The Specialist is a team member who is an expert in a specific field. Since they have in-depth knowledge in a narrow subject, they will usually only contribute when a task requires their area of expertise. Like Monitor Evaluators, Specialists tend to be loners, so being part of a team does not often come naturally to them.

Specialists are invaluable assets, as they provide expert technical knowledge that few else can. Often, senior management will create proposals and projects based on the knowledge of these Specialists. Although Specialists find the idea of being in a team challenging, they become very engaging and helpful when it comes to their field of expertise and will likely have no issue in sharing their knowledge with junior members who want to learn.

3. The Plant

Plants are free-thinkers and creative people who produce original ideas and suggest innovative new ways of doing things. As is the case with the other two thought-oriented roles, Plants prefer to work alone. However, most teams and companies accept this, as the Plant’s creative thinking typically leads to innovative solutions and groundbreaking concepts.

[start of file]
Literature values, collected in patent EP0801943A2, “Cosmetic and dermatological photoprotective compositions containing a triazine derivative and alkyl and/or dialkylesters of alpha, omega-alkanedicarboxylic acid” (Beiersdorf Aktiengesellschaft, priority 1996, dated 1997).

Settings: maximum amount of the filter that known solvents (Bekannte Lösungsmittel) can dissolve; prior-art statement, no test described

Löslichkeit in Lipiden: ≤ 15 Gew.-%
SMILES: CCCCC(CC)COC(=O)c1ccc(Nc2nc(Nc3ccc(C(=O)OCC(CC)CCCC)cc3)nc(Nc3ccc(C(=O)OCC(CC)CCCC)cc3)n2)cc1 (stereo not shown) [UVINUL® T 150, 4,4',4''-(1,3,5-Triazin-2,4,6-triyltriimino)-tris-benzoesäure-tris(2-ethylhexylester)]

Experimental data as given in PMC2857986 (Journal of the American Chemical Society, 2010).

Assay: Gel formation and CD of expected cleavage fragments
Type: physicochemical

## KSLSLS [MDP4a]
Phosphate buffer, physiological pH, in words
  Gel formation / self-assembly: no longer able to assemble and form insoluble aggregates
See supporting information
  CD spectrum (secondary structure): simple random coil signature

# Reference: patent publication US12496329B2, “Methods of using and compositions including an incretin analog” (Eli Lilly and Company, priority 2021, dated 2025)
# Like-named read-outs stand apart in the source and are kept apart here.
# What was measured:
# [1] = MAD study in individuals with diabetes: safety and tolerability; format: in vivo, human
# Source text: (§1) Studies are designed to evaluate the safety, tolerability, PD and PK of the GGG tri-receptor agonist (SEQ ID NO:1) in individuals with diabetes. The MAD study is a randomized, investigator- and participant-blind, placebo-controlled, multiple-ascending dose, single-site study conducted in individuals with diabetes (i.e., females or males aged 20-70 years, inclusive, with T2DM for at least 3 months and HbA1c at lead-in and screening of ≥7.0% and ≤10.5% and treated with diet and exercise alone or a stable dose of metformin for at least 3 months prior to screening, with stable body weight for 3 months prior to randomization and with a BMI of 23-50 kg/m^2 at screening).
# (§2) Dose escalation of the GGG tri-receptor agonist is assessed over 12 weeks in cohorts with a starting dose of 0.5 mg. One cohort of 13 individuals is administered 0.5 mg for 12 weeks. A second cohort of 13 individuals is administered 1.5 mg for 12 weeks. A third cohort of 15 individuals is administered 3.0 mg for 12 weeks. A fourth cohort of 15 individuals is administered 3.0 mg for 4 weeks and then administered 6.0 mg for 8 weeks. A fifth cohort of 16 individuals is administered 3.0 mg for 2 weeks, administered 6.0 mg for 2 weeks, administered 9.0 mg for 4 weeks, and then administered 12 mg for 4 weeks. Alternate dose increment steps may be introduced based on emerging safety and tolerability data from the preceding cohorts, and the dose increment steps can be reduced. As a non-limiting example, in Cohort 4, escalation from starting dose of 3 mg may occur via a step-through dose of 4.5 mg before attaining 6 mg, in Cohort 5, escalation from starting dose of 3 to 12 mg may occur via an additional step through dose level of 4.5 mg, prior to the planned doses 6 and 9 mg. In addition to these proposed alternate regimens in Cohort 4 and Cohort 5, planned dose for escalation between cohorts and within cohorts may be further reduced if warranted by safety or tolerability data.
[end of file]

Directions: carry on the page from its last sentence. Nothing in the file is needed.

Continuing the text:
Although Plants may not fit into the traditional concept of how a team member should act, they are nevertheless invaluable to a team or organization. As the name suggests, Plants are the team members who bring about growth and progress.

Action-oriented team roles

Action-oriented team members strive to get things done. They can be counted on to complete a task, meet a deadline and see a challenge as an exciting opportunity.

Action-oriented roles include:

4. The Shaper

Shapers are extroverts who tend to push themselves and others to achieve results. They are dynamic and driven individuals who can motivate and inspire passion in team members. Despite any challenges that may come their way, Shapers remain positive and seem to thrive under pressure. They enjoy challenging norms to create unique goals and strategies. It is usually vital to have one Shaper to help the team progress in its mission.